In late nineteenth-century Mexico the Mexican populace was fascinated with the country's booming railroad network. Newspapers and periodicals were filled with art, poetry, literature, and social commentaries exploring the symbolic power of the railroad. As a symbol of economic, political, and industrial modernization, the locomotive served to demarcate a nation's status in the world. However, the dangers of locomotive travel, complicated by the fact that Mexico's railroads were foreign owned and operated, meant that the railroad could also symbolize disorder, death, and foreign domination.In The Civilizing Machine Michael Matthews explores the ideological and cultural milieu that shaped the Mexican people's understanding of technology. Intrinsically tied to the Porfiriato, the thirty-five-year dictatorship of Gen. Porfirio Diaz, the booming railroad network represented material progress in a country seeking its place in the modern world. Matthews discloses how the railroad's development represented the crowning achievement of the regime and the material incarnation of its mantra, "e;order and progress."e; The Porfirian administration evoked the railroad in legitimizing and justifying its own reign, while political opponents employed the same rhetorical themes embodied by the railroads to challenge the manner in which that regime achieved economic development and modernization. As Matthews illustrates, the multiple symbols of the locomotive reflected deepening social divisions and foreshadowed the conflicts that eventually brought about the Mexican Revolution.
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Michael Matthews is an assistant professor of history at Elon University.
Chapter 1. The Discourse of Development: The Railway Debate of the Early Porfiriato
Chapter 2. De Viaje: Elite Views of Modernity and the Railway Boom
Chapter 3. Festivals of Progress: The Railway Ceremony
Chapter 4. The Price of Progress: Popular Perceptions of the Railway Accident
Chapter 5. La Loco-Matona: The Railway in the Popular and Opposition Press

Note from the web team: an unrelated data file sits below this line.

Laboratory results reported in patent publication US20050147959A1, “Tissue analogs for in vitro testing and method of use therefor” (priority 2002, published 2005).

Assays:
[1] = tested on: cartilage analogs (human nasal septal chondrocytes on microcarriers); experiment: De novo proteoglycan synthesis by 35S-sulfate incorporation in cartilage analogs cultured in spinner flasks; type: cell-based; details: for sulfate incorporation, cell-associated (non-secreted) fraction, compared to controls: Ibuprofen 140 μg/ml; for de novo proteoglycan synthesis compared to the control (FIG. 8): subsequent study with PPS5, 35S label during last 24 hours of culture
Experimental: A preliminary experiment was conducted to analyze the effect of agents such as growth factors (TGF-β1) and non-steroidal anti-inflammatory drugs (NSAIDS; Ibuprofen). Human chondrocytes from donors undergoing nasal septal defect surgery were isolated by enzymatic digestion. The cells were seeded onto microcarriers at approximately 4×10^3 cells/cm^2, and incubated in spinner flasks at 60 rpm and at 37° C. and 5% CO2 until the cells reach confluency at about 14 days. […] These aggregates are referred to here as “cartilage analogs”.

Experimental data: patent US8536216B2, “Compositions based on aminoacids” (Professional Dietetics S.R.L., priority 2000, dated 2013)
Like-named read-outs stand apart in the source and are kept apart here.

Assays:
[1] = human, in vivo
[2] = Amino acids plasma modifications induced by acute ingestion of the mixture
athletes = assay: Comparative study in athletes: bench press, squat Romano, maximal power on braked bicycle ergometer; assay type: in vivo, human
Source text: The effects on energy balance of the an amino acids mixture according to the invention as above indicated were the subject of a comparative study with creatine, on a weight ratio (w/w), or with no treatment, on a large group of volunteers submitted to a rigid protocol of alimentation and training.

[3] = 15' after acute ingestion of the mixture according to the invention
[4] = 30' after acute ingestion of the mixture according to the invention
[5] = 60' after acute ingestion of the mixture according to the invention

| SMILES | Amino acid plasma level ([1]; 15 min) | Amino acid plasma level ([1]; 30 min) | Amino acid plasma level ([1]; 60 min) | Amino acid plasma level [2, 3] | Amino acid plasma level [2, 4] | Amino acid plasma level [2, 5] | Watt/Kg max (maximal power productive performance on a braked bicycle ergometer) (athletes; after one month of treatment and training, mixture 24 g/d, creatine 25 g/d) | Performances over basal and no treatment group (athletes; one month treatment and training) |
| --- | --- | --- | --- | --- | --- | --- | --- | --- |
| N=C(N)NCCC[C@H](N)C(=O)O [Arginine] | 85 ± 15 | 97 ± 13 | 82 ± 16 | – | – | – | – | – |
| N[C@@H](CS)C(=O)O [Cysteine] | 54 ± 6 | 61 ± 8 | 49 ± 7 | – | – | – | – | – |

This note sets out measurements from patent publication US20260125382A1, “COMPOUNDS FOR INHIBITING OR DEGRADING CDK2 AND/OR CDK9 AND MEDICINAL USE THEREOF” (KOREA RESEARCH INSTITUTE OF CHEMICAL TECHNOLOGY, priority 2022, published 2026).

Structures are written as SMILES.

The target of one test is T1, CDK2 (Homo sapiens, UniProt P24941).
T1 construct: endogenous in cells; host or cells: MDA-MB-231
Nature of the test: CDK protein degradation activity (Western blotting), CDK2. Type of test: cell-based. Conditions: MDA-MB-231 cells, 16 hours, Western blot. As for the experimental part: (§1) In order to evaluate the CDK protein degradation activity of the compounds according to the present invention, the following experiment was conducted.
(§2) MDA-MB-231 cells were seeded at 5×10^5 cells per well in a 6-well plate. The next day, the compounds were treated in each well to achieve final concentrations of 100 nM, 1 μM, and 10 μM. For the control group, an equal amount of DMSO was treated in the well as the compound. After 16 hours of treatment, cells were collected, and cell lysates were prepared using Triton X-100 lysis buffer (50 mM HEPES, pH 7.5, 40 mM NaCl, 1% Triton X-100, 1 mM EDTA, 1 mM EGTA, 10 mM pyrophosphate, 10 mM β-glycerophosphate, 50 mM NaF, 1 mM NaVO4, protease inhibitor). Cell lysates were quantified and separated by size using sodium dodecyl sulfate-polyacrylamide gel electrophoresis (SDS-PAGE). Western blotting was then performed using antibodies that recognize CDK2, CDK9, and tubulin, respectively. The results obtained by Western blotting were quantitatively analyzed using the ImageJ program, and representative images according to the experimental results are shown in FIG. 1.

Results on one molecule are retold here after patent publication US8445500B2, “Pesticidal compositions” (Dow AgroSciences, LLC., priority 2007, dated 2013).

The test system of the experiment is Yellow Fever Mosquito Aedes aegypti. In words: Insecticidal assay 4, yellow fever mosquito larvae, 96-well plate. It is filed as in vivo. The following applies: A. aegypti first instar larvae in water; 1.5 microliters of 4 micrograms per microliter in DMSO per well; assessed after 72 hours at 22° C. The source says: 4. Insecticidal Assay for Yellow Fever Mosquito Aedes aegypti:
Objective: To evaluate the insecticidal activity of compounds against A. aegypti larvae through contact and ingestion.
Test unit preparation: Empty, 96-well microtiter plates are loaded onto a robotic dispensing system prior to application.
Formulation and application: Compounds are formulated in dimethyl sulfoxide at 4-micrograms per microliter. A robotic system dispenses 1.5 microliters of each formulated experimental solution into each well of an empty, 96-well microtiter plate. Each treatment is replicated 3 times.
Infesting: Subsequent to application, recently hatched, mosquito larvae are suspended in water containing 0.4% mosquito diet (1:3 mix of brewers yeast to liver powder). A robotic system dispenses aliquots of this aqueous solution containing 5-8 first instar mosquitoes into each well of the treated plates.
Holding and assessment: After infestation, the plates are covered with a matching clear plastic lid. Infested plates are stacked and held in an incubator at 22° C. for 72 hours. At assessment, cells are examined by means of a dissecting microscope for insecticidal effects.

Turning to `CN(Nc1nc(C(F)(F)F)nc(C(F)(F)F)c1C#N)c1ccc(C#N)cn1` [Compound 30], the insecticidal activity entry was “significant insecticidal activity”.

"The first cultural study of railroads in Mexico. Matthews's study is timely . . . with lively accounts and interesting analysis."-James A. Garza, associate professor of history and ethnic studies, University of Nebraska-Lincoln -- James A. Garza "Matthews's insistence on the value of the visual as well as the written and his fluency with many media make for an enjoyable and accessible read."-Casey Lurtz, Hispanic American Historical Review -- Casey Lurtz * Hispanic American Historical Review * "This is a fine contribution to the scholarship of nineteenth century Mexico. Very well researched and extremely engaging, the book analyses the significance of railways in the consciousness and outputs of different social groups in Mexico during the three and a half decades of the Porfiriato."-Samantha McDermott, Journal of Transport History -- Samantha McDermott * Journal of Transport History * "Matthews supplies overwhelming evidence to show how the railroad engine became a cultural lightning rod. It is difficult to think of a contemporary corollary with such cultural significance, which only underscores the value of this book to understanding the late nineteenth century in Mexico."-Andrew Offenburger, Western Historical Quarterly -- Andrew Offenburger * Western Historical Quarterly * "Matthews's work makes a solid contribution to the growing literature on the Porfiriato."-William Schell, Jr., Americas -- William Schell, Jr. * Americas * "This is an original and valuable study that deepens our understanding of Porfirian modernity."-Robert F. Alegre, American Historical Review -- Robert F. Alegre * American Historical Review *
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